“Pop your details into the form above, and I’ll send you our monthly update containing the industry’s best home insurance offers before they even hit the press!”
“If you’d like a copy of our ‘Seven Steps to Contentment’ audiobook, enter your email address in the box above and you’ll also receive my fortnightly wellness advice by email.”
Ask for the minimum information needed
When asking people to join your list, you should bear in mind that they probably have a million things to do that day, and that signing up to receive emails from you falls pretty low on their list of priorities. The two things we can do to move it as high up their list as possible are:
- Provide a compelling reason to do so, as described above
- Make it as easy as possible to sign up
The information that you really need might vary depending on your industry, but we’re looking to remove any potential barriers that might prevent someone from entering their details. If you sell insurance, you might need to know whether a person is in the market for domestic or business insurance. A personal trainer might wish to tailor the emails they send, splitting subscribers into two groups: people who are looking to lose weight and people who are aiming to be fitter or more toned.
That’s all useful information to know if you’re prepared to do something with it. When deciding what information to collect, consider how you’re going to use it, and whether it’s genuinely useful to know. If you’re unsure, scrap it. The minimum you need is a name and an email address. That’s all.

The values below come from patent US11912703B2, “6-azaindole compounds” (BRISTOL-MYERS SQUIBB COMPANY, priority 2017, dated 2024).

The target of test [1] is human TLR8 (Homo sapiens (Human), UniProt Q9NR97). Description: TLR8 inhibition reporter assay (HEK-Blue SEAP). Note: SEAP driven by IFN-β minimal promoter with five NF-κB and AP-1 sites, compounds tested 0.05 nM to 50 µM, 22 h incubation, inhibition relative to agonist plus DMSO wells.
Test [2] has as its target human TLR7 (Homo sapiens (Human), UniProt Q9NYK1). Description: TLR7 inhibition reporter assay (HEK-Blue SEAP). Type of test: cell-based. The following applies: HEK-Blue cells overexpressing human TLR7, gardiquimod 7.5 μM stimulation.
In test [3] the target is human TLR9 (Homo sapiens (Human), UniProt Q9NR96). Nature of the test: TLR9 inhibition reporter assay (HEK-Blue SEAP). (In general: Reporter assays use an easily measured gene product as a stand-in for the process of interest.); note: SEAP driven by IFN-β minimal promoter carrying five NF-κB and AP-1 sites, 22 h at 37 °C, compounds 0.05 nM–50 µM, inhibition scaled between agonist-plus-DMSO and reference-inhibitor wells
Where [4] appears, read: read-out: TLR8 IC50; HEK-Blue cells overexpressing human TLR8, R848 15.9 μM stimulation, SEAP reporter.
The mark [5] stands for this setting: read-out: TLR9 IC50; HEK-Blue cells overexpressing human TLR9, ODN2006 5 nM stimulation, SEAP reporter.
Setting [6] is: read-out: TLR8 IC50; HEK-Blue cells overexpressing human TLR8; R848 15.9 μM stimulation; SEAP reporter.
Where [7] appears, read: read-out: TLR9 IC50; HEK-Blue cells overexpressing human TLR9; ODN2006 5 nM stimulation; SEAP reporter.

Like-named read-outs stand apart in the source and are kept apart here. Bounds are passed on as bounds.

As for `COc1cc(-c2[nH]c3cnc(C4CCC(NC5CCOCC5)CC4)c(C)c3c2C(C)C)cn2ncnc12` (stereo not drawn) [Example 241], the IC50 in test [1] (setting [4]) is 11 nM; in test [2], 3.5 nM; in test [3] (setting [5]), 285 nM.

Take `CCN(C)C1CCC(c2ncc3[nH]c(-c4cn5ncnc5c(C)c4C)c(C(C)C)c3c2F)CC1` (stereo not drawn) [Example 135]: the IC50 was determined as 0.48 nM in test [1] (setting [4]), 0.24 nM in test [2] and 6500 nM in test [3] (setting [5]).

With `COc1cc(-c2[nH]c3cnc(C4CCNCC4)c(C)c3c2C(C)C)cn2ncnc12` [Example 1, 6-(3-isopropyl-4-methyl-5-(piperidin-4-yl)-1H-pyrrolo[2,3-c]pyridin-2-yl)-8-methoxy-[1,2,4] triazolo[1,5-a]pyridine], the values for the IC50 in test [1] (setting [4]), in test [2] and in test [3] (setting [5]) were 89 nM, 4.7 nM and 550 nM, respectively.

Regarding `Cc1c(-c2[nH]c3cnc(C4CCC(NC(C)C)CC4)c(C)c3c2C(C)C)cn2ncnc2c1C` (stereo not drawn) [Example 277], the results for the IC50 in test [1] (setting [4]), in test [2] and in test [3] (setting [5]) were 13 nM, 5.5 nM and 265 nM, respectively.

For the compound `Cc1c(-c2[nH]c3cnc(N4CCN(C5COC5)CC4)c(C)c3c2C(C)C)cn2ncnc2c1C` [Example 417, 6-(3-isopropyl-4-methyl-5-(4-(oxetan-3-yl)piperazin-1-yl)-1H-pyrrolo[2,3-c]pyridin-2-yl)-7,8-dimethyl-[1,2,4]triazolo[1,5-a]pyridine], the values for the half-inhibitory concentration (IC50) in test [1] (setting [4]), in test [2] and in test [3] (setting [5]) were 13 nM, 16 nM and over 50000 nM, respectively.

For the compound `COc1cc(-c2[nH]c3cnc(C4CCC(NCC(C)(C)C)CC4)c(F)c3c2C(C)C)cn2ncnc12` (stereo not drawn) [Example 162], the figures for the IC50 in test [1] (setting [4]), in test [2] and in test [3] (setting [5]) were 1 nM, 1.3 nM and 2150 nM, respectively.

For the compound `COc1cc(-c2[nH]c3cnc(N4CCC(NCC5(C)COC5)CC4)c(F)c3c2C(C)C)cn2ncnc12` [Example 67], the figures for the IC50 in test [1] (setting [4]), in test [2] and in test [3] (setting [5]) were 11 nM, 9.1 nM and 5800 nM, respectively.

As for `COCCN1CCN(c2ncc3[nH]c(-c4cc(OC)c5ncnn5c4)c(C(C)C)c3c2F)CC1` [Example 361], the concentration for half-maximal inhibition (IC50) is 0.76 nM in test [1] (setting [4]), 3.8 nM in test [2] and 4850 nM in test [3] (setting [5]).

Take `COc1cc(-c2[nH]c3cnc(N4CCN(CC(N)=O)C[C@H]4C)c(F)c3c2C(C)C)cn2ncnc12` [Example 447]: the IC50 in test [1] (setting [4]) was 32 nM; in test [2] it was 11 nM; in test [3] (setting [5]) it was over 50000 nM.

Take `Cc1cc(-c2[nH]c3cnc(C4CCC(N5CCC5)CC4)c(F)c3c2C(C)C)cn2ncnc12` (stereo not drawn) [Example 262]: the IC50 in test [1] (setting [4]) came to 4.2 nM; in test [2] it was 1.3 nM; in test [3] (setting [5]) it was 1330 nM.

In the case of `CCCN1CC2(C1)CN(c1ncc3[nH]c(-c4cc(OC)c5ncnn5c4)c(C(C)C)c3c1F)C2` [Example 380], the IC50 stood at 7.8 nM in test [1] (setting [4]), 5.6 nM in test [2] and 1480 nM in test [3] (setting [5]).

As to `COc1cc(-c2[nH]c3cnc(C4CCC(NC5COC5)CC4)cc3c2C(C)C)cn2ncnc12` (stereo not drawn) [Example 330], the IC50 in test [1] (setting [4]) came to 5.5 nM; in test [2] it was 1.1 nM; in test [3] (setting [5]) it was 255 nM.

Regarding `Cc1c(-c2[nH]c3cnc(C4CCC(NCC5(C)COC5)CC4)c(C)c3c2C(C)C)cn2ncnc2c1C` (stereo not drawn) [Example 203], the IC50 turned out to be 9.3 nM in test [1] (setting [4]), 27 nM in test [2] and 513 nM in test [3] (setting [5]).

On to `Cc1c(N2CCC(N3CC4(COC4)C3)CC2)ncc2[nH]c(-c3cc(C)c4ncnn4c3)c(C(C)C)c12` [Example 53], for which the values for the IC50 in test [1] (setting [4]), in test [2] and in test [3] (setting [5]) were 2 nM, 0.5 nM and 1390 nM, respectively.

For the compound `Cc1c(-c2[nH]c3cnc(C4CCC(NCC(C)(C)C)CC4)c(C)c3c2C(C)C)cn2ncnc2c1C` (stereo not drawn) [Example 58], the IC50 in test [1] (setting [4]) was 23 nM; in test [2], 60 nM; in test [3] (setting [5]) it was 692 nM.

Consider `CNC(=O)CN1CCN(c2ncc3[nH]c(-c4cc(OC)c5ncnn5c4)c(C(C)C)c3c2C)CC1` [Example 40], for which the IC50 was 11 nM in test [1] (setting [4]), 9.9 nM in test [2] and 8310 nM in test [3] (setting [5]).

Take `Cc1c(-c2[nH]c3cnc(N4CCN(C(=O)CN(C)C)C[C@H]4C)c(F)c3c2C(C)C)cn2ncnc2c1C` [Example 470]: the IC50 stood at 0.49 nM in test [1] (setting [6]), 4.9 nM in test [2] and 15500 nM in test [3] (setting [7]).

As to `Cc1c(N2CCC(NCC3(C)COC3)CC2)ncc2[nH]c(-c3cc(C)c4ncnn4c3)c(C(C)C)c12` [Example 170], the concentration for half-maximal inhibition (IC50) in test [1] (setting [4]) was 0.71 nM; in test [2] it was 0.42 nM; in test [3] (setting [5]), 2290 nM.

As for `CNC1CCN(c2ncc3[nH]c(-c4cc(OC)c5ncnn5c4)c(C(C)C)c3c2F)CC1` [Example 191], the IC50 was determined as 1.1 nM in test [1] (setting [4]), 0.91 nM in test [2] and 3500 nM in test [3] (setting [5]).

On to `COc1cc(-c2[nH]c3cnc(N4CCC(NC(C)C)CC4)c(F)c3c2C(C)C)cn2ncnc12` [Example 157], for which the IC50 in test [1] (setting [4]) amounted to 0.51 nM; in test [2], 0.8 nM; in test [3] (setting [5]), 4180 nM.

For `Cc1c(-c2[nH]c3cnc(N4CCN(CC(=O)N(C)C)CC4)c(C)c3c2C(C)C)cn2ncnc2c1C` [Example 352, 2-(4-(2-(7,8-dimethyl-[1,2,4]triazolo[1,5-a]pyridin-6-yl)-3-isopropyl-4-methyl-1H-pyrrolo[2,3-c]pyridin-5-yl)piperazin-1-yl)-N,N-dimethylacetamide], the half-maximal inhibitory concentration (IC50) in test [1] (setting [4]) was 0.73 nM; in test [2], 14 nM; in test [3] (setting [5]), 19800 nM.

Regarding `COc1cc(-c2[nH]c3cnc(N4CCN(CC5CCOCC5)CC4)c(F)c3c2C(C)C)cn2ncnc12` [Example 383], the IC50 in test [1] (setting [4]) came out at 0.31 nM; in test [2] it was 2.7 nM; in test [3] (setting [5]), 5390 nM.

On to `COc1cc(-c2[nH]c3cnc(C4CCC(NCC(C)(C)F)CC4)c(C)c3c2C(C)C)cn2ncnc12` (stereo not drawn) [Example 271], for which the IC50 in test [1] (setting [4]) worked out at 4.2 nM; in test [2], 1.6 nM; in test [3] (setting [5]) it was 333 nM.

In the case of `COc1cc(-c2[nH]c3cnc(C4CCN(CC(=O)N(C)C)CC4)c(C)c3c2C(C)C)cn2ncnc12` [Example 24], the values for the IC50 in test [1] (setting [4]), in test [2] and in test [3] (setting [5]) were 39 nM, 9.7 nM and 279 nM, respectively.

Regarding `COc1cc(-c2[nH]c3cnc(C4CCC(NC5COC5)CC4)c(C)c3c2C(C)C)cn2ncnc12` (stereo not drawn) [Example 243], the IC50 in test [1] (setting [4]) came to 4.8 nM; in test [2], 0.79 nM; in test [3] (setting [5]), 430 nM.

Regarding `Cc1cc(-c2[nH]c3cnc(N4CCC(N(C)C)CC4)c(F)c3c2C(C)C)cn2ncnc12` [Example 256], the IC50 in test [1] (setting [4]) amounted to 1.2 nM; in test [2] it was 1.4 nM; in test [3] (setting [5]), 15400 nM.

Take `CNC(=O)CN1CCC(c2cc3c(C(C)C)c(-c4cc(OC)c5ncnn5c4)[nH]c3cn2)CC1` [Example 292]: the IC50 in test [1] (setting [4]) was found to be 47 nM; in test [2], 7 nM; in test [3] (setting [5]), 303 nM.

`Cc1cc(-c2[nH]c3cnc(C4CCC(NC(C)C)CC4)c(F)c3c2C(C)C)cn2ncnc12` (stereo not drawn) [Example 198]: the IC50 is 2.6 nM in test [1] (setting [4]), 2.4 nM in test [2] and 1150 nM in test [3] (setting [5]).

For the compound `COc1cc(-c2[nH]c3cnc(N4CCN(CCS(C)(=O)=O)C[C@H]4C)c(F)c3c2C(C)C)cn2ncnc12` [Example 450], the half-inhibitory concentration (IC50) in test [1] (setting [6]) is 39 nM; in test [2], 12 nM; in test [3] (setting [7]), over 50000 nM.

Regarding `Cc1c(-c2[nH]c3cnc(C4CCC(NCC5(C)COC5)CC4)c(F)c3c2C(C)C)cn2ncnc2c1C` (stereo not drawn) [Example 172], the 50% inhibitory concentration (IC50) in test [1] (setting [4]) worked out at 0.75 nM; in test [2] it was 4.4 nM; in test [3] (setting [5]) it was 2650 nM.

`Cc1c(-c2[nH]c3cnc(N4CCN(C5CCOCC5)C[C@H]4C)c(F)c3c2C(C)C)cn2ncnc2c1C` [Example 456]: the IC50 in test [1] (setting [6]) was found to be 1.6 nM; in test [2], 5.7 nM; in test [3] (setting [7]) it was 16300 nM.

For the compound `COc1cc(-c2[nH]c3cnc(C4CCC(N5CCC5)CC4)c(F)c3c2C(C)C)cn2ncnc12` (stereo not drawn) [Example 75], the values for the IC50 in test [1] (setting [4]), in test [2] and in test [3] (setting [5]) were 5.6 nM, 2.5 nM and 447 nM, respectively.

This is also the reason why I prefer single opt-in over double opt-in. We have to remove the barriers that will prevent a person from joining our list.
Making it plainly clear what you’ll be sending and how frequently will help you to keep your subscribers happy and, more importantly, will keep them on your list.
The flip side of managing expectations is actually doing what you’ve said you’re going to do. If you’ve said that you’re going to send a monthly email containing tips on how to build your business, or a weekly email with health and fitness advice, then that’s exactly what you need to do – the content you promised, with the frequency you promised.
Combined, doing this in the right way will mean that there is less chance of people unsubscribing from your list or marking your emails as spam. It’s far easier to build a list where you’re keeping the existing subscribers than it is to plug the gaps of those that are leaving.
Have a procedure!
I can’t emphasise the importance of this enough. If you want the best results, then list-building is not something that can be done just once – it’s a constant process that should be integrated into every part of your business. Mentioning to your sales team that you want to collect email addresses from new prospects or customers just won’t cut it, but holding them accountable to following a process or script on how how they can do it effectively will help you to generate a good quality list which grows steadily with every person they interact with.